When a relationship ends poorly, full of conflict and betrayal, chances are very slim that both people will race to support each other in the future. There's just too much there.
And yet it is much easier to ask for support than give it.
That dynamic was on full display in a recent post to the "Am I the A**hole (AITA)" subReddit.
The Original Poster (OP), known as HayBoon on the site, shared the ins and outs of a recent post-breakup confrontation.
Her title for the post shed light on the key elements of the conflict.
"AITA for not giving my ex the stuff we bought for our stillborn daughter after he lost his job"
With deadpan delivery, OP recounted the relationship's final days.
"My [26-year-old female] ex [27-year-old male] cheated on me two days after our daughter was stillborn.
"He wasn't going to tell me until the woman got pregnant. I found out three months to the day that my daughter died. Then I kicked him out."
Then she brought readers to the present day.
"He and the woman are now together and their son was born a few weeks ago."
"He asked me for the stuff we bought for our daughter. He said he lost his job and she's not earning much and they don't have enough for him."
That was not at all in line with OP's expectations.
"I told him to leave me alone and forget I ever existed like I was trying to do with him."
"He told me I was being spiteful and needed to think of his son, who is innocent in all this."
But he attempted to gain some leverage.
"He then started telling some people who knew us both."
"Most told him he was out of line to even ask but a few of the friends we had suggested that I should put aside my hurt and anger and think of the boy who is my daughters brother and that I need to be the bigger person."
Anonymous strangers on the internet were asked to provide feedback by declaring:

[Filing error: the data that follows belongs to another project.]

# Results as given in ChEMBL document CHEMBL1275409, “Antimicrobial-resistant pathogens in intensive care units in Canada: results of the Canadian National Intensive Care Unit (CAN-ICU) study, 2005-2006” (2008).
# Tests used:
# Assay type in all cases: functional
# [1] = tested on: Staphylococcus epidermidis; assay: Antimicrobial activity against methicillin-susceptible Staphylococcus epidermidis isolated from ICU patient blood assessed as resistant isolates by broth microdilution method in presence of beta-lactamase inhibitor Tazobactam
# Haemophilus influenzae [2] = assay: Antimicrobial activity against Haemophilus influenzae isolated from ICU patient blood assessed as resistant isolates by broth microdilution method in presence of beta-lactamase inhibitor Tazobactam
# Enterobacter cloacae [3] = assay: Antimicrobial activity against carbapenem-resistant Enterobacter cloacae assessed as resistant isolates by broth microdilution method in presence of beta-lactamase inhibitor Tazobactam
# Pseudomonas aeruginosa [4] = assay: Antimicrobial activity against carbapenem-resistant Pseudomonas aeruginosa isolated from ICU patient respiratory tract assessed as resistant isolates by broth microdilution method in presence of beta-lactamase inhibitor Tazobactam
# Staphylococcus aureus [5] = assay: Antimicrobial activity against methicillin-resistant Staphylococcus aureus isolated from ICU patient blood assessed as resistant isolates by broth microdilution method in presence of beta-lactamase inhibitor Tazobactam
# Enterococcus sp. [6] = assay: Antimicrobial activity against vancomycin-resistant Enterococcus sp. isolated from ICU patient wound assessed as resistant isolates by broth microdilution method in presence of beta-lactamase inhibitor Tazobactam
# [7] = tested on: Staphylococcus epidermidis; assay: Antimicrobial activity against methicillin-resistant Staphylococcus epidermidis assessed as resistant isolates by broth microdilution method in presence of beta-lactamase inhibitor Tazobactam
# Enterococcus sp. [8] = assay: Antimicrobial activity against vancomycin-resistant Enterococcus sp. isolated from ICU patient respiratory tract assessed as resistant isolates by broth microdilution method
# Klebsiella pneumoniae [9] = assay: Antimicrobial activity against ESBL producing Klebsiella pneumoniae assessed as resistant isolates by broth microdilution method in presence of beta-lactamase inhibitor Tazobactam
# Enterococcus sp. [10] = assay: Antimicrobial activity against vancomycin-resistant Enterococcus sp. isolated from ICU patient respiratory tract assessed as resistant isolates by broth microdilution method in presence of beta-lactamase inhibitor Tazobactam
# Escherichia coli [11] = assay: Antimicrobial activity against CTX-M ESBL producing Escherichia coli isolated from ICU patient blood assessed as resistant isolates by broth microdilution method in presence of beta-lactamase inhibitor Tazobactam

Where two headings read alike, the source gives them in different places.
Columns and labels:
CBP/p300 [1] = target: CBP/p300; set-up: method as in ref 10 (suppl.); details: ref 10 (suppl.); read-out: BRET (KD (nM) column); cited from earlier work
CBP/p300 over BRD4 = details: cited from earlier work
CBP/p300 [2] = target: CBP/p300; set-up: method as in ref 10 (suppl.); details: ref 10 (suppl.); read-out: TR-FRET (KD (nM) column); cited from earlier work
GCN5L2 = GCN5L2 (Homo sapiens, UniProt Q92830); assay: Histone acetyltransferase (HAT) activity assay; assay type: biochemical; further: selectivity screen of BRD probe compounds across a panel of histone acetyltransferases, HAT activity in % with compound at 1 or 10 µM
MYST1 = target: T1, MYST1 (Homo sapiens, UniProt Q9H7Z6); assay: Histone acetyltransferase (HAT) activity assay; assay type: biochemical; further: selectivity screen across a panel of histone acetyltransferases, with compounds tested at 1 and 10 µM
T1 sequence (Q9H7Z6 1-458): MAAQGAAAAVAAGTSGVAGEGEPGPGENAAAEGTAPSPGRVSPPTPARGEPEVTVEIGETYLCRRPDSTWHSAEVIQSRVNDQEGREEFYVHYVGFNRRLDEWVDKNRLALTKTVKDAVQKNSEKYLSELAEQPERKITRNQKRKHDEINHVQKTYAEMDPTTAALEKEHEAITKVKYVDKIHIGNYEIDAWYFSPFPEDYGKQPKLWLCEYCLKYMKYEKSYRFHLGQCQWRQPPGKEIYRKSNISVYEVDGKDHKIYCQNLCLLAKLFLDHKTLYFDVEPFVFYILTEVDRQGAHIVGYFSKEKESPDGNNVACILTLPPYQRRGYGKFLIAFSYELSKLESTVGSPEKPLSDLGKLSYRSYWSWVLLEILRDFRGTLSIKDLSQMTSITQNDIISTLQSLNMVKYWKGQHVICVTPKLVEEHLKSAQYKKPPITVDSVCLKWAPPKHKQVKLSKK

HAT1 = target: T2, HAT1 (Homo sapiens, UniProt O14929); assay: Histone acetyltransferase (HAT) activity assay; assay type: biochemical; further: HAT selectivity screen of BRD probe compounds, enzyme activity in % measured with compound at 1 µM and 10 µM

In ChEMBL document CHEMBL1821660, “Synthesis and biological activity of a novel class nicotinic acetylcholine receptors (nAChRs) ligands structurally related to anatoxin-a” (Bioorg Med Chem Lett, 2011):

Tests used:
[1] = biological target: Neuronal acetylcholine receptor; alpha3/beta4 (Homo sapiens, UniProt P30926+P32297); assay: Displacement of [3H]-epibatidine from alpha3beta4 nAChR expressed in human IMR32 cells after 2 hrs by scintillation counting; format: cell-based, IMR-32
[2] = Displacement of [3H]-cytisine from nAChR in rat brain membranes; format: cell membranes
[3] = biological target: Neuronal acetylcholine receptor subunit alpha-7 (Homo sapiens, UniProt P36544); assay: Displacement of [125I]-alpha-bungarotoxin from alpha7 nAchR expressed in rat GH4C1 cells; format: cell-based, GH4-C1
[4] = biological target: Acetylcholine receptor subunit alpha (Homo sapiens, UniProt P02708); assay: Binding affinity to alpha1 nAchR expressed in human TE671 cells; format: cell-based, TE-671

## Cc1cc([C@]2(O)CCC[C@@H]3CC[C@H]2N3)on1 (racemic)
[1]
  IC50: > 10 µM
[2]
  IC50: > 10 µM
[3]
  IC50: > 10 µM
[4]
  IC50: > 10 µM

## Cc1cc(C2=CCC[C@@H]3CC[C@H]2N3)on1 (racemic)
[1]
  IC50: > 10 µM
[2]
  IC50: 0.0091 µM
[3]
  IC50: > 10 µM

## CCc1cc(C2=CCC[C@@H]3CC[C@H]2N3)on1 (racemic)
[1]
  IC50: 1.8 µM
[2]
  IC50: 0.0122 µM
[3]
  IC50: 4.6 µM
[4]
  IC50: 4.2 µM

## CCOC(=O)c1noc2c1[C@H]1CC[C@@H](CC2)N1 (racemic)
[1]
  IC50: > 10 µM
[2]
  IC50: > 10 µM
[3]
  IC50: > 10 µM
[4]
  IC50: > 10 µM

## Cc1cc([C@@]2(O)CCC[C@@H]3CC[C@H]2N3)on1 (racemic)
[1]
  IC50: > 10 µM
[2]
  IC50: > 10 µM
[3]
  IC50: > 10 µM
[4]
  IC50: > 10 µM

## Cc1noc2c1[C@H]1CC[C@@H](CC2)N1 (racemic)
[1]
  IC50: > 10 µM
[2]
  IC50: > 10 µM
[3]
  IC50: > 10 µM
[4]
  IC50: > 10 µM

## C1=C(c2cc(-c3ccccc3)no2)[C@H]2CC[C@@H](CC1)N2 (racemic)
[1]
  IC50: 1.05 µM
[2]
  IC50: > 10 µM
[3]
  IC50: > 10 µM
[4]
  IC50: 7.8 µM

- NTA - Not The A**hole
- YTA - You're The A**hole
- ESH - Everyone Sucks Here
- NAH - No A**holes Here
The consensus of Redditors in the comment section was clear.
OP was not at all the a**hole. In fact, they were absolutely outraged on her behalf.
"NTA OP!!! F'k that a**hole, he is selfish and manipulative, you owe him and his child nothing. NADA. Do not pass go, do not collect $100."
"That all being said, I'm so sorry you are going through all of this OP, you do not deserve this." -- stupid_ocean_b**ch
"NTA NTA NTA. I am speechless with rage at the audacity of your ex. Luckily I can still type. What an evil evil man."
"How dare he reach out to you ever, let alone like that. You are not responsible for him or his child in any way. Please don't let anyone else make you feel guilty."
"Love and good wishes to you, I'm so sorry for your loss." -- enterpursuingabear
"NTA. YOUR DAUGHTERS BROTHER??? Oh please f*** off with that, whoever said that should stop doing their own brain surgeries." -- OrangeStrawberryJ
"Jesus christ, NTA. take care of yourself. The responsibilities arising from him dunking his sausage in other people's mustard are not yours to carry."
"terrible people out there" -- Mesapholis
Many highlighted just how little she should care about his life anymore.
"No, absolutely not. He can go to a secondhand store and get the things he needs. He can ask friends." -- AnnaE390
"NTA block his number, he is no longer in your life. How he provides for his son is his problem not yours." -- eyespy_01
"NTA. His financial problems are not your responsibility to fix. If he's desperate for baby stuff then there are charities and local religious organizations that he can reach out to, or he can reach out to friends and family for help."
"You are none of those things to him. He should not be bothering the woman he betrayed in one of the most heinous ways. Some encouraged OP to find a much more deserving recipient of the clothes." -- DiligentPenguin16
Some suggested worthier recipients for the clothing.
"NTA. Tell him he can go pick up the baby stuff and anything/everything else he left at your place. He can pick it up at Goodwill, where you have donated it."
"Then block his phone number and any social platforms, too. He is not your problem anymore. Sorry for your loss." -- Servantofbosco
"When you are ready (and again you are NOT right now) may I suggest possibly donating it to a women's shelter? They could always use items."
"That way it goes to people who need the help, you can say you donated it and your ex gets nothing."
"Also the nerve. NTA" -- neutralgood079
"Donate it all to a charity in your daughter's name/memory; do some good with it, prospective for a little peace/healing for yourself, and you can't give him what you don't have anymore." -- kittyodoom
Evidently, OP's first instincts were aligned with the gut reactions of nearly all the Redditors who weighed in. Looks like her stance remains clear.